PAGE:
“Sometimes they are recruited in their countries of origin, and there tends to be a connection with a national.

“But many people actually end up being exploited and trafficked once they are in the UK.

“Sometimes people fall on hard times, or they are people who are particularly vulnerable and find themselves in a situation where they are targeted by those who want to take advantage.

“I think it’s important to highlight that a lot of people who are involved in the exploitation of others wouldn’t be criminal masterminds or mafia-like structures.

“If we base our economies on outsourcing and eroding basic protection for workers, that is against the principles of creating a space where it’s more difficult to abuse others.”

“Often they’re just individuals who take advantage of gaps in law and policy that basically make it permissible to take advantage of somebody else and put them into a situation of exploitation.”

Maybe this is a naïve question, but if somebody is in this situation, for example in London, why can’t they just walk away?

“That is a very common question, because slavery today doesn’t involve, in most cases, locked doors or shackles on people’s hands or feet.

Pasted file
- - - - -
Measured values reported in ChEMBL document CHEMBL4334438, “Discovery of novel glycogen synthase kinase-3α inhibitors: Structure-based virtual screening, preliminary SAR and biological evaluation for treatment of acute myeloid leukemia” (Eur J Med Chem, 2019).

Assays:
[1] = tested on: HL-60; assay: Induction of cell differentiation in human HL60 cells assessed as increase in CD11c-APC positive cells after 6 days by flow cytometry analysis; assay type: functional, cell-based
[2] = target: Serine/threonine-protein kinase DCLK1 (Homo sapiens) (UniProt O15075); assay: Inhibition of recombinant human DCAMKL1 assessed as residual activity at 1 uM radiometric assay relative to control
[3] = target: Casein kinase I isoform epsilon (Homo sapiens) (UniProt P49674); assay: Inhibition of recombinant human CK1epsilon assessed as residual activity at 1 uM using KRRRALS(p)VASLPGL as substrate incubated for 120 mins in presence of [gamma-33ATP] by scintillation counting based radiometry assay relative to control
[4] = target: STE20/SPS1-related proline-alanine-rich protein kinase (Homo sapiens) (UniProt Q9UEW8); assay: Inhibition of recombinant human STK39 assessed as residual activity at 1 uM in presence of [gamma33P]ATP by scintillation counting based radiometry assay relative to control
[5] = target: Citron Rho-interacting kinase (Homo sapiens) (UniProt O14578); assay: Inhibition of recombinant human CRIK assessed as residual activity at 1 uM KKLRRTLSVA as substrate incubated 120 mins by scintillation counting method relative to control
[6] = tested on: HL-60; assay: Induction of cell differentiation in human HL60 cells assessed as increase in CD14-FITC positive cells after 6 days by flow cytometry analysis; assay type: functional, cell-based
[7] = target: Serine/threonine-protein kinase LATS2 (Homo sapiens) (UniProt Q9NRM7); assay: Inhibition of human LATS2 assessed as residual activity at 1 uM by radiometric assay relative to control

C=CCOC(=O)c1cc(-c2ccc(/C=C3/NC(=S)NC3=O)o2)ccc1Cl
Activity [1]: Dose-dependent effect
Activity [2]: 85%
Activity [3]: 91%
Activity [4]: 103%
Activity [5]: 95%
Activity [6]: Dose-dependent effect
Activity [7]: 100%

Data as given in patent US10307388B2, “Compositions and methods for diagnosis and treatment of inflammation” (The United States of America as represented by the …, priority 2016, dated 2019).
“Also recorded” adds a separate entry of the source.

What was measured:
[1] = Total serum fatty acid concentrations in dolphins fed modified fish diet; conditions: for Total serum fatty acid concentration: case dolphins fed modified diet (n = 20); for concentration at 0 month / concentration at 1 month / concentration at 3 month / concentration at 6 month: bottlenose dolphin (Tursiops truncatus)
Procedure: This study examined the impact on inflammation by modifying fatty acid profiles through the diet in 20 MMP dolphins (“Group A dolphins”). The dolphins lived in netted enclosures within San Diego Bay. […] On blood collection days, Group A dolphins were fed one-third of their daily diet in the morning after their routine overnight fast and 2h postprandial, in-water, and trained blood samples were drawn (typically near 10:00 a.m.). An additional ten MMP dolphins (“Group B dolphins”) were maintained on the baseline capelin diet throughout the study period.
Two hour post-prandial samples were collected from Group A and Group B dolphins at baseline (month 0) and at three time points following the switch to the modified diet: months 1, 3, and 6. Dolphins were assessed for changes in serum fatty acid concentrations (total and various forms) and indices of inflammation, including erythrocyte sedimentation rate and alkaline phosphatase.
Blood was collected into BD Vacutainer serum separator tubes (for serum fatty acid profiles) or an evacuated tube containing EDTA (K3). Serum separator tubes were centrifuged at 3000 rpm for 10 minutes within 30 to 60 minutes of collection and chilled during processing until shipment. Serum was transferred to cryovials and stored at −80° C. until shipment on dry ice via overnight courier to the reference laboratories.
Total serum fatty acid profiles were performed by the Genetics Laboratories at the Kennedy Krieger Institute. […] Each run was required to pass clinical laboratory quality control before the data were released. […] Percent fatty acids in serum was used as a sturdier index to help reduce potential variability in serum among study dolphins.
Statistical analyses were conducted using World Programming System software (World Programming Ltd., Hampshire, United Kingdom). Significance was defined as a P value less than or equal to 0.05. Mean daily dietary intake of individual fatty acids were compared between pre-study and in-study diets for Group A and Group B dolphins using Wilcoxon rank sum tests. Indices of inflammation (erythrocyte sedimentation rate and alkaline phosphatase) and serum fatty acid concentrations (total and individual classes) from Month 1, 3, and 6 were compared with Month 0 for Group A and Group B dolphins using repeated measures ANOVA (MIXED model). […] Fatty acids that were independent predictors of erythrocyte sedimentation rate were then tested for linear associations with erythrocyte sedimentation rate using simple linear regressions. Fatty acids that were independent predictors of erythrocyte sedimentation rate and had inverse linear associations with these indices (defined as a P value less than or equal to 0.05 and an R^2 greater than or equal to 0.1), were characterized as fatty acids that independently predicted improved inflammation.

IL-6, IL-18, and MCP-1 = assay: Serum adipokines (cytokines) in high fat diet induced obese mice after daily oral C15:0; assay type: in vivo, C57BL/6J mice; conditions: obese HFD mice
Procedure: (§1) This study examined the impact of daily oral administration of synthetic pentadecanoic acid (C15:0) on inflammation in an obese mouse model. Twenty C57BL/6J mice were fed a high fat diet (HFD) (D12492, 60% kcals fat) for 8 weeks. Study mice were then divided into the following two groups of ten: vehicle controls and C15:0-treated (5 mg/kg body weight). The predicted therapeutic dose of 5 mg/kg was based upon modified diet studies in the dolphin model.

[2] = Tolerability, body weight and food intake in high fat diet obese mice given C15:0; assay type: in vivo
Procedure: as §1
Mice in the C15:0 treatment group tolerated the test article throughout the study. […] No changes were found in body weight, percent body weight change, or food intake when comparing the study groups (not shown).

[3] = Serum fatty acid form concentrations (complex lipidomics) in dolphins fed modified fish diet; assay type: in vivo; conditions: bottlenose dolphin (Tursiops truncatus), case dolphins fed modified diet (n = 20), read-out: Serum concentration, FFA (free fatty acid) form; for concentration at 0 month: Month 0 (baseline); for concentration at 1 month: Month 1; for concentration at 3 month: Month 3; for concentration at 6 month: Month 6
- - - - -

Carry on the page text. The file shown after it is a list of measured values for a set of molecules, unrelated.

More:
“I usually describe it as shackles in one’s mind.

“It usually involves a sophisticated web of coercion, violence, manipulation, psychological pressure, threats. Also debt bondage.

“What you’ll often find is that the individual is bonded through money that they owe to somebody else.

“That somebody says, You’ll work for me and says, This is what you’ll do – and if you don’t, I’ll harm you. Or, I know where your family lives – I’ll harm them.

“So you don’t actually have to physically force someone into a situation of slavery.

“Sometimes, yes, people will be able to come and go, or from the outsider’s perspective it would seem like they are able to come and go, but effectively they can’t.”